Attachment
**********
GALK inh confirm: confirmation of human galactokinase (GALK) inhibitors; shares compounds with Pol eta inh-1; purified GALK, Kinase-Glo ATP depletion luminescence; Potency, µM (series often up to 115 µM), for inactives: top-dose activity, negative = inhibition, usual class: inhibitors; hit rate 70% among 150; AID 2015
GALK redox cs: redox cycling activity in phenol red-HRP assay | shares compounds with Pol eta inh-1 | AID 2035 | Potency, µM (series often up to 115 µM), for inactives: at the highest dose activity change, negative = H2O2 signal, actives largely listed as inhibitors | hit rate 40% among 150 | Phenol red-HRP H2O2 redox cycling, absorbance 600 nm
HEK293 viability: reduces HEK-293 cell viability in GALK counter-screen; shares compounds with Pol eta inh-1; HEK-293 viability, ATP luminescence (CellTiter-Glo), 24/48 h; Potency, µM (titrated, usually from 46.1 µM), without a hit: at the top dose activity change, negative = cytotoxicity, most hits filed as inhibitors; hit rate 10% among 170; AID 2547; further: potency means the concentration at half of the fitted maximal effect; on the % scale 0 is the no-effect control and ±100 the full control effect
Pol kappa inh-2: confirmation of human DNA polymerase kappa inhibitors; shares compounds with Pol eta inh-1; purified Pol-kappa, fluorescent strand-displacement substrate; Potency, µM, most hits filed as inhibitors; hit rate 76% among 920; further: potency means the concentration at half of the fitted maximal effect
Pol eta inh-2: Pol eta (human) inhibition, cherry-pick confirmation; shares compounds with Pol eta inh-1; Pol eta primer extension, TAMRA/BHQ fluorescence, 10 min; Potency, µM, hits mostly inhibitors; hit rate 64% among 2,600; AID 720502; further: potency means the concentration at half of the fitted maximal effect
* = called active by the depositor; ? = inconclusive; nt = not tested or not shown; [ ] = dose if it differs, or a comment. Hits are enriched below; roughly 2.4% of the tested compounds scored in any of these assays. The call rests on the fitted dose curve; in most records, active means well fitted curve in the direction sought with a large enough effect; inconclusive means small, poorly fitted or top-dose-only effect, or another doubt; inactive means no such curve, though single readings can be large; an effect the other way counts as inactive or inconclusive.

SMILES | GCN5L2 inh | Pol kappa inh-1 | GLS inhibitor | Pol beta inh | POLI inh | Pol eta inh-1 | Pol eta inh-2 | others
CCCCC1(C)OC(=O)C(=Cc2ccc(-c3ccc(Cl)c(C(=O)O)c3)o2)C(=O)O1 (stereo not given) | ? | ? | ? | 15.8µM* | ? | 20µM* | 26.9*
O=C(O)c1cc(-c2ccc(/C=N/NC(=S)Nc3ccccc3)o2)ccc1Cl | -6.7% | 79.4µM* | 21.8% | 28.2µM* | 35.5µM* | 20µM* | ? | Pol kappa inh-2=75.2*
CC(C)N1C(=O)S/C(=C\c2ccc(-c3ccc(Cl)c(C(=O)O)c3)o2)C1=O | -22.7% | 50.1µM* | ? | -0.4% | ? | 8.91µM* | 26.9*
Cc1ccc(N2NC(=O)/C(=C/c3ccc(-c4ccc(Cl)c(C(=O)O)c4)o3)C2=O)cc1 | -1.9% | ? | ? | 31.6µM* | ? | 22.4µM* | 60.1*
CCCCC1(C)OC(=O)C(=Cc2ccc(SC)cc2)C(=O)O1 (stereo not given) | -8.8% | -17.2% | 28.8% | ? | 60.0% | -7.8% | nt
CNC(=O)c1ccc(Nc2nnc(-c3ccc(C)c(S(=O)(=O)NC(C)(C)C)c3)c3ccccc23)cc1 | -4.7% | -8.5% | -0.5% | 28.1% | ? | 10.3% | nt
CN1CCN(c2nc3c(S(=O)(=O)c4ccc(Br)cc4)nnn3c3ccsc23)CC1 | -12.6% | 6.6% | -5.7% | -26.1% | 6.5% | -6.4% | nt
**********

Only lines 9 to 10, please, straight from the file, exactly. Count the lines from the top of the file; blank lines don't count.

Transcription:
O=C(O)c1cc(-c2ccc(/C=N/NC(=S)Nc3ccccc3)o2)ccc1Cl | -6.7% | 79.4µM* | 21.8% | 28.2µM* | 35.5µM* | 20µM* | ? | Pol kappa inh-2=75.2*
CC(C)N1C(=O)S/C(=C\c2ccc(-c3ccc(Cl)c(C(=O)O)c3)o2)C1=O | -22.7% | 50.1µM* | ? | -0.4% | ? | 8.91µM* | 26.9*